Mr. Putin, who has already served eight years as president and four years as prime minister, won a new six-year term on Sunday with an official tally of 63.75 percent of the vote. He has already suggested that he might run again in 2018, potentially extending his tenure as Russia’s pre-eminent leader to 24 years, on a par with Brezhnev and Stalin.
Before we get all shocked about Putin and say, "It could never happen here!" think about this:
A likely list of US Presidents in a future text book...
1989 - 2021 or 2025 (32-34 years):
-Obama (almost Clinton & prominently featuring Clinton family members and former Clinton officials in the cabinet/administration)
-(Clinton or Bush likely)
Hillary and Jeb have to be considered the initial front runners in 2016.
I am starting to think of our current period as the Dynastic Period in American history.
Of course, there have been a few more shenanigans in the Russian elections than the American elections. 2000 not withstanding, though, Americans are clearly choosing their leaders from these prominent families.
Recently, I read an article saying that Jeb may even jump in this year to save the GOP from their circular firing squad. And I think there is little doubt that Hillary will take a shot at 2016. It wouldn’t even be the most shocking event ever if she ends up being on the 2012 ticket as VP.
In 2008, one of the main reasons why I supported Obama in the primaries was that I felt having a 20 year stretch with only the last names Bush or Clinton residing in the White House was bad for America and bad for our democracy, even if we liked the people in office (or some of them).
Continuing this trend for another four to eight years? Having the potential for the Presidency to be passed back and forth between two families, if Hillary was elected twice, for nearly thirty years?
That is dangerous, I believe, for any democracy.
I suspect, though, that we may not be done with Presidents named Bush and Clinton.
I would be very surprised not to see either Hillary or Jeb picking up a nomination in the future, and 2016 may even end up being Bush v. Clinton in the general.
And they are young enough that both may eventually end up in the White House.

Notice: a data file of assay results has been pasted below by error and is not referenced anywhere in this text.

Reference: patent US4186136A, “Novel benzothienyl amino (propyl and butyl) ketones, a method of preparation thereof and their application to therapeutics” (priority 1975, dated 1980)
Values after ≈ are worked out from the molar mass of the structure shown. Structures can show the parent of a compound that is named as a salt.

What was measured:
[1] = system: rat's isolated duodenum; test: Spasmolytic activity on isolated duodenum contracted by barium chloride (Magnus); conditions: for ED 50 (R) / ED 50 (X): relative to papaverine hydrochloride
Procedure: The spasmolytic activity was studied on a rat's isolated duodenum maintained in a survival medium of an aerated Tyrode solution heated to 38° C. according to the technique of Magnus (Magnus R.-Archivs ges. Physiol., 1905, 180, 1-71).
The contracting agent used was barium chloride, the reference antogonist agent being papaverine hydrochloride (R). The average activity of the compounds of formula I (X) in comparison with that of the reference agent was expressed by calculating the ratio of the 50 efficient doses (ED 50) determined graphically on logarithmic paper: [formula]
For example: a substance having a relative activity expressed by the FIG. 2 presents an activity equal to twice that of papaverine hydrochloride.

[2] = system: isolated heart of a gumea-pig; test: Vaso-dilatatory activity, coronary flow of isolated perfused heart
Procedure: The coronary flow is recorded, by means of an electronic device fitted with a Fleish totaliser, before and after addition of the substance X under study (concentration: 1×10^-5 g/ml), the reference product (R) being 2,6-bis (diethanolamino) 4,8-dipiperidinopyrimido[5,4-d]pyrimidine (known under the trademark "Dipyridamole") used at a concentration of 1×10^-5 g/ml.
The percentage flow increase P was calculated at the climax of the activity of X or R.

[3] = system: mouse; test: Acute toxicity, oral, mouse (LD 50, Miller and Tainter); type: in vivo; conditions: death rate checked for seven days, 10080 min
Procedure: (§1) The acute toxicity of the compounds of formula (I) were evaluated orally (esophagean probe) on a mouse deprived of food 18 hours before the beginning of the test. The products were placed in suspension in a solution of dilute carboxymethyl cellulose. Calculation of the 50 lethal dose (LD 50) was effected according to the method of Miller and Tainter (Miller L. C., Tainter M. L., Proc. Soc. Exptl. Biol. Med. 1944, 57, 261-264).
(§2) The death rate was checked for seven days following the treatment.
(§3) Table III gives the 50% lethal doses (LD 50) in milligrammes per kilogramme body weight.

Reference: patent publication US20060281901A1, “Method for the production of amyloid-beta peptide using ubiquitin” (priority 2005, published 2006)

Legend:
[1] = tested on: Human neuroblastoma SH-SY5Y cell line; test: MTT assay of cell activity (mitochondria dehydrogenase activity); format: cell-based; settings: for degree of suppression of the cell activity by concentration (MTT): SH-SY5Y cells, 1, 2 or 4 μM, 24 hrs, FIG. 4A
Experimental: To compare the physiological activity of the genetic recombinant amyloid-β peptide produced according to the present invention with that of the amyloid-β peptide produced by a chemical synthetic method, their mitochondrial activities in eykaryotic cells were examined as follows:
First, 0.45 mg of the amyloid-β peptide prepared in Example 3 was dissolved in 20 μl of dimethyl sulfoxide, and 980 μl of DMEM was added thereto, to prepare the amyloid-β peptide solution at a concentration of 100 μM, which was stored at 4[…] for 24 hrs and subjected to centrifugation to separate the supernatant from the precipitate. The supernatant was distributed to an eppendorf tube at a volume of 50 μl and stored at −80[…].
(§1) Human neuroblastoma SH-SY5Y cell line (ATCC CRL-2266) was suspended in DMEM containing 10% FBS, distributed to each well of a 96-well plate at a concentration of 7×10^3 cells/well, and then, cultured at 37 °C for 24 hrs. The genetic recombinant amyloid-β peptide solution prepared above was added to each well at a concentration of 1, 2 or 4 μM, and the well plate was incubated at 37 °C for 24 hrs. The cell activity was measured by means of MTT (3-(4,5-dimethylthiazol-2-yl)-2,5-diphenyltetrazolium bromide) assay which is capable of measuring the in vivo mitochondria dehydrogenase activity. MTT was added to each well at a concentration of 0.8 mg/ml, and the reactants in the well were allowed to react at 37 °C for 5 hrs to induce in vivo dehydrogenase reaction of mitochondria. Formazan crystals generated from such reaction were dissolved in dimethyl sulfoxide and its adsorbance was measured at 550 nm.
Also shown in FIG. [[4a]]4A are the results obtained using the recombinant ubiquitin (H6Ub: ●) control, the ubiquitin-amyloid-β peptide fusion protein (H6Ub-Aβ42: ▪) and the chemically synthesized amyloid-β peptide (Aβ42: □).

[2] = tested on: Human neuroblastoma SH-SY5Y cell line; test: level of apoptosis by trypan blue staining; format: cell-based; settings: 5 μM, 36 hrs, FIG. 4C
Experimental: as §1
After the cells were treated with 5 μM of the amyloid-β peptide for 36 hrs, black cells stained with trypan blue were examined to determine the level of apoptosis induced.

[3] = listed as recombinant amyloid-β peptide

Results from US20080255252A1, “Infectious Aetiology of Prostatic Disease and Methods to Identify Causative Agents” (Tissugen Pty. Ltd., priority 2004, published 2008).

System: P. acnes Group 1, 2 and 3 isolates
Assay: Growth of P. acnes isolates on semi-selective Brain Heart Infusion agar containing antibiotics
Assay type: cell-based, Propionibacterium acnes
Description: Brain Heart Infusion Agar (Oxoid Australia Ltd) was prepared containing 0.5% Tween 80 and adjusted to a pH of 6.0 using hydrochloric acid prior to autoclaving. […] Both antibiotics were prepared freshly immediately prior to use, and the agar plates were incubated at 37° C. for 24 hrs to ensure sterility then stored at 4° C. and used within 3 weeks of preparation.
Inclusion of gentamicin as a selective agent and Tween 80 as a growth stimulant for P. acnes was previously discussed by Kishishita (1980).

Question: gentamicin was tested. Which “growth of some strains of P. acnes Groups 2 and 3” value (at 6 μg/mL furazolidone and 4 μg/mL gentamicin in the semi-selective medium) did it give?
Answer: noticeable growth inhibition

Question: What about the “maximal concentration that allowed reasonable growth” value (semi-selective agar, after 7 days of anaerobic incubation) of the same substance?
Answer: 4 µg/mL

Bush, Clinton, Bush, Obama, Bush, Clinton
If everyone gets two terms, that would be 44 years of dynastic presidencies with one, minor exception. Almost half a century.
Age may limit these far reaching possibilities.
Hillary will be 81 in 2028 and 86 in 2033 (end of the latest possible second term in this scenario).
Jeb will be 76 in 2028 and 80 in 2033.
In comparison, Ronald Reagan, our oldest president so far, was almost 70 when he was first inaugurated in 1981 and served until two weeks before his 78th birthday. He lived to age 93, but was crippled by Alzheimer's for, at least, the last 10 years of his life.
This article drifts a little towards the unsteady conspiracy theories from time to time, but it also makes plenty of solid points.
The Bushes are nothing if not resilient. George W. Bush, he of so few qualifications but with his own distinctive Bush personality and formidable charisma, came out of the dust of his father’s re-election defeat in 1992, stronger than his father ever was politically. And though W. is now persona non grata to many, his brother would come back as a significantly different brand. He’s widely regarded as more capable, much more focused, much better at delivering points. He’s able to pull off a kind of sober, reasonable persona, more stable than a Santorum or a Gingrich or most of the other contenders. Rich but not entitled. A kind of Romney—without the Romney.
And yet….And yet he is still a Bush. That means a great deal, because, putting aside all the stylistic differences, this is a clan with a mission. It’s a mission they’ll never talk about, beyond vague statements about a sense within the family of Duty to Nation. No, the Bush clan is the ultimate representative of the game plan of the one percent of the one percent. What they stand for in private is much, much more troubling than most Americans know. What I learned in the five years I spent investigating them—as they were going out of power the last time—shook me to my core.